“Most individuals can easily get at least half of the calcium they need from food. If you are unable to modify your diet to get enough calcium on a daily basis you obviously need to take a supplement(8),” she says.

Women should start having bone density tests from the age of 40. Should there be a family history of Osteoporosis; women should be tested as soon as they have finished having children(4).

Some of the risk factors for Osteoporosis which South African women need to be more aware of include obesity, menopause, lactose intolerance, any marginal or radical diet, pregnancy and breast feeding, chronic gastro intestinal disease, bariatric surgery, previous total gastrectomy or bowel resection, post chemotherapy or hormonal manipulation for cancers such as breast cancer and other various chronic medications(4).

“Our diets have become compromised and a very large percentage of women are overweight with low Vitamin D levels and fatty livers. In addition we lead a largely sedentary lifestyle with little stimulation of bone formation. Certain calcium products have a very poor rate of absorption and can also interfere with (or be interfered with) by for instance iron replacement,” explains Prof van der Merwe, reinforcing why all women should be taking a calcium supplement(4).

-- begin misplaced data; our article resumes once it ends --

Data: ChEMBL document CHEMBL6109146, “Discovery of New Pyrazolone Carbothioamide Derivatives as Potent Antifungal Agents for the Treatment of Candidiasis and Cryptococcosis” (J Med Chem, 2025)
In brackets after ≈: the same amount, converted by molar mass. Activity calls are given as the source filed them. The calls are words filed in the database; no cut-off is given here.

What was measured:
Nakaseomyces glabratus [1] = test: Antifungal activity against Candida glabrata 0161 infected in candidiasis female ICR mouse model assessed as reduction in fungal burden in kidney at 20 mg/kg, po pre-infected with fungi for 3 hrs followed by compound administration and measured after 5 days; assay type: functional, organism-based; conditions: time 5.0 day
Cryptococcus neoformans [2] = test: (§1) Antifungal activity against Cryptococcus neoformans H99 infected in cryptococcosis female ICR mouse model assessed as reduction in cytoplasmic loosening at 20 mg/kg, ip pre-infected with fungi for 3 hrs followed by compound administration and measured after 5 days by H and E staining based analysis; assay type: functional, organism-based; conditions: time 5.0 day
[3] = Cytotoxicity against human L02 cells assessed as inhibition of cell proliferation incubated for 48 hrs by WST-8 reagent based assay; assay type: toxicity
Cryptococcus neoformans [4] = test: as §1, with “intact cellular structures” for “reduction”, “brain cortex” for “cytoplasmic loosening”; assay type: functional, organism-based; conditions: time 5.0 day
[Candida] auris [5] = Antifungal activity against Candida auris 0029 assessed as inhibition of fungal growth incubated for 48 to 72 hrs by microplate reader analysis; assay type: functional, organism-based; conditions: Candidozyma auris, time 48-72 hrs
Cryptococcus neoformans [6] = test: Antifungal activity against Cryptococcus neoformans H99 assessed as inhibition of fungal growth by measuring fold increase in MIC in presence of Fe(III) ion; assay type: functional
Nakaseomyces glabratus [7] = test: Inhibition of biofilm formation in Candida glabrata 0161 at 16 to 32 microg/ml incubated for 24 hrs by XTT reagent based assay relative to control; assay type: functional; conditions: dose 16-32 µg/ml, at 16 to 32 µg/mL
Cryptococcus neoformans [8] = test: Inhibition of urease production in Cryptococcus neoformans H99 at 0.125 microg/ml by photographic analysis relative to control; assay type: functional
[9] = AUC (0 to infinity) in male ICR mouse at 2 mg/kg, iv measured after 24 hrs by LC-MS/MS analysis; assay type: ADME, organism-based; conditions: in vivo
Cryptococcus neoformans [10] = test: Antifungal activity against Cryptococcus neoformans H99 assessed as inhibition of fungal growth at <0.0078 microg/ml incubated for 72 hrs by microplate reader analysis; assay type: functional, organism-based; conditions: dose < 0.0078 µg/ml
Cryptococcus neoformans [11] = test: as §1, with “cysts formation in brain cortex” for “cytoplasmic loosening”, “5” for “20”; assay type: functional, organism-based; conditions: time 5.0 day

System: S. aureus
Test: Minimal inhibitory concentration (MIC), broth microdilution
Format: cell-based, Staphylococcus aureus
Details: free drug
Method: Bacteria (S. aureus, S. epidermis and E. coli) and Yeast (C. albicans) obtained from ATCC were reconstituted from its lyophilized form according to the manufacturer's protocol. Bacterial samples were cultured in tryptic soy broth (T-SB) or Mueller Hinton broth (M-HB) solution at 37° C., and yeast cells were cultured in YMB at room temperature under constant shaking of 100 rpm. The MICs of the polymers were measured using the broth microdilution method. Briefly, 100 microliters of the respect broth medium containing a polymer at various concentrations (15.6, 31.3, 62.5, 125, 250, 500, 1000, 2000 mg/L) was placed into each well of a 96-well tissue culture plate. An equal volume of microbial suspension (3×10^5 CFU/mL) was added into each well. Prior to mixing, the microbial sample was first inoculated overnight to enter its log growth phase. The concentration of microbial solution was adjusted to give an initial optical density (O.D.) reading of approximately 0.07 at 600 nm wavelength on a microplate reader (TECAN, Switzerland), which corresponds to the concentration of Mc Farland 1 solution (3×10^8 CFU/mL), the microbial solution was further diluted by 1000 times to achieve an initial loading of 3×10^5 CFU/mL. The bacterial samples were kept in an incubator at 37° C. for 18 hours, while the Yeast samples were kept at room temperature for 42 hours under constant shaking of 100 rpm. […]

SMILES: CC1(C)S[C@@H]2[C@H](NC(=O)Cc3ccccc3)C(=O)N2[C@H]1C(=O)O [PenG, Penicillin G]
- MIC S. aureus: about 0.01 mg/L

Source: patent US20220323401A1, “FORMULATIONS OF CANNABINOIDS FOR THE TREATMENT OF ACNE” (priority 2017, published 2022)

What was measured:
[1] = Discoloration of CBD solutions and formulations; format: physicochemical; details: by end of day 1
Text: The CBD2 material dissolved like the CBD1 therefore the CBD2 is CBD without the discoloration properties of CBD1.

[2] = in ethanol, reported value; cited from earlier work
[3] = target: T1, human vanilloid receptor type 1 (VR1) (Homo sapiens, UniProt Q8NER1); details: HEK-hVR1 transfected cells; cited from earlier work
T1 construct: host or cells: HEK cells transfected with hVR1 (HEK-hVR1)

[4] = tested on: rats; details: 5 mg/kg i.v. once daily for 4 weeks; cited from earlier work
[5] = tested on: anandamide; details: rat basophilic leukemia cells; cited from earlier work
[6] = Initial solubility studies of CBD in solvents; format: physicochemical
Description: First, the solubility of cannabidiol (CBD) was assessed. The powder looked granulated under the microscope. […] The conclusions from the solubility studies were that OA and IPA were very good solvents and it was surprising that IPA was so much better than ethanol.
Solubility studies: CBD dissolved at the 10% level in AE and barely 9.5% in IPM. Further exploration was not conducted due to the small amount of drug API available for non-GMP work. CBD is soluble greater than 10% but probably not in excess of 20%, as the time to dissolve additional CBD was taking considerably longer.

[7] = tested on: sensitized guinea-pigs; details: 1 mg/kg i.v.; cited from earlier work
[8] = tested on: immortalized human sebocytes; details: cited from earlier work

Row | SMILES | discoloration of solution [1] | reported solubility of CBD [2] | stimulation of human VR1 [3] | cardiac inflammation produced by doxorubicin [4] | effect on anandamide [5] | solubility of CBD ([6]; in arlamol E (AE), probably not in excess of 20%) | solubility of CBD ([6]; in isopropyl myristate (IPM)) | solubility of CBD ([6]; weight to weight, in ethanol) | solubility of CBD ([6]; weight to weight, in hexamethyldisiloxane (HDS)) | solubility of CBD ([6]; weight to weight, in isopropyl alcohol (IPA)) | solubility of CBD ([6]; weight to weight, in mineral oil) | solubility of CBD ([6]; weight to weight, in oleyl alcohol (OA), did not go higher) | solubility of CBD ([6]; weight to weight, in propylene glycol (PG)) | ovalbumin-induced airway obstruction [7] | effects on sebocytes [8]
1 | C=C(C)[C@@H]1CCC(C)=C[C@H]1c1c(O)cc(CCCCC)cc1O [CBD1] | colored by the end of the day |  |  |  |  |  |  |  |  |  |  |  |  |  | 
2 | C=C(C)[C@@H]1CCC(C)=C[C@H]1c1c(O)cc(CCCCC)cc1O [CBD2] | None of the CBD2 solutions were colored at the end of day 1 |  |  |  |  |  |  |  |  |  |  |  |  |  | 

The extensive B-Cal range to best suit each unique patient profile includes B-CAL-DM (Calcium with Vitamin D3 and Magnesium); B-CAL-D (Calcium and Vitamin D3), B-CAL Ultra (Calcium with vitamins and minerals), B-CAL (Calcium) and Calcium Citrate D (Calcium effervescent with Vitamin D3).

How can we best protect ourselves from developing Osteoporosis? Dr Van der Merwe summarises this as follows: “Knowledge and awareness, correct diet, adequate replacement from a young age, conservative life style, training, check-ups with your physician”.

Start taking your Calcium today!
For more information go to or


1. Impact RX Script Data (Vitamins & Minerals / Constructed Class) MAT Jul 2018
2. Hughes D, Mayer J. Invest in Your Bones: the role of food and nutrition in building strong bones. USA: International Osteoporosis Foundation; 07 August 2006
3. Hough, S. et al, NOFSA Guidelines for the Diagnosis and Management of Osteoporosis. Journal of Endocrinology, Metabolism and Diabetes of South Africa, 2010, 15 (3)
4. Dr Tess Van Der Merwe Q&A August 2018
5. National Osteoporosis Foundation South Africa – What Is It? (Website accessed on 24 July 2018)
6. National Institute of Health, Calcium: Fact Sheet for Health Professionals (internet) 2014 (updated 2013 Nov 21, cited Jan 27)
7. Calcium Supplement Guideline – University of Arizona (
(Website accessed on 24 July 2018)
8. Calcium Supplementation – Teréza Hough NOFSA 2018

For more information, speak to your healthcare professional. Further information is available on request from iNova Pharmaceuticals. Name and business address: iNova Pharmaceuticals (Pty) Ltd. Co. Reg. No. 1952/001640/07. 15E Riley Road, Bedfordview. Tel. No. 011 087 0000. IN2770/18